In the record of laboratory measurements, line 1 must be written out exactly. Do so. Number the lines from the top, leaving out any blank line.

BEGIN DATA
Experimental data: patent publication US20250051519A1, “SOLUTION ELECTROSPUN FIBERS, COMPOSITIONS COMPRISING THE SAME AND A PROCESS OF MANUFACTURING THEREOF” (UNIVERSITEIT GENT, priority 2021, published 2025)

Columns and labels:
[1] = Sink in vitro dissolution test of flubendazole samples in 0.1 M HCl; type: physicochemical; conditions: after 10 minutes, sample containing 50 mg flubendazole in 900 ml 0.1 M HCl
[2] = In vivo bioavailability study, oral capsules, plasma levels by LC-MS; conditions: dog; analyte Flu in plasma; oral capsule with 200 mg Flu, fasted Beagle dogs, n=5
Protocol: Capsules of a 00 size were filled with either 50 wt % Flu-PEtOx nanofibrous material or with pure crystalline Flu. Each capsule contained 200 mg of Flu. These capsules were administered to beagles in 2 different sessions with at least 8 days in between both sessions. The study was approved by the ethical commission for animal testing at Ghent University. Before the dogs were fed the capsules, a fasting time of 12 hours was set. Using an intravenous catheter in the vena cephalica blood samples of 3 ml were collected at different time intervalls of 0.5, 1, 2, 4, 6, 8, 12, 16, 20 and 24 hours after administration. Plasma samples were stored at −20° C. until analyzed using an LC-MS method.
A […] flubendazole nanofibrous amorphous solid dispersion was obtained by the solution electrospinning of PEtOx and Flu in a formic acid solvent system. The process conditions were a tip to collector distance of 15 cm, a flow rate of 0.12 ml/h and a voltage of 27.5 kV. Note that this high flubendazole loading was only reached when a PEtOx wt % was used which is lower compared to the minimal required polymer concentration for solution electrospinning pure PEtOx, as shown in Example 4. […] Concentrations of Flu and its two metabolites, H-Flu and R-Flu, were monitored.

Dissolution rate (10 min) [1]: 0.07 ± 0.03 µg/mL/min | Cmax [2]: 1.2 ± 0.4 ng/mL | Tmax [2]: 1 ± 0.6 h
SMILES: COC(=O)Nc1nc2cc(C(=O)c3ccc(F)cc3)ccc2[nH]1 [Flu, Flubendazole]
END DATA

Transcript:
Experimental data: patent publication US20250051519A1, “SOLUTION ELECTROSPUN FIBERS, COMPOSITIONS COMPRISING THE SAME AND A PROCESS OF MANUFACTURING THEREOF” (UNIVERSITEIT GENT, priority 2021, published 2025)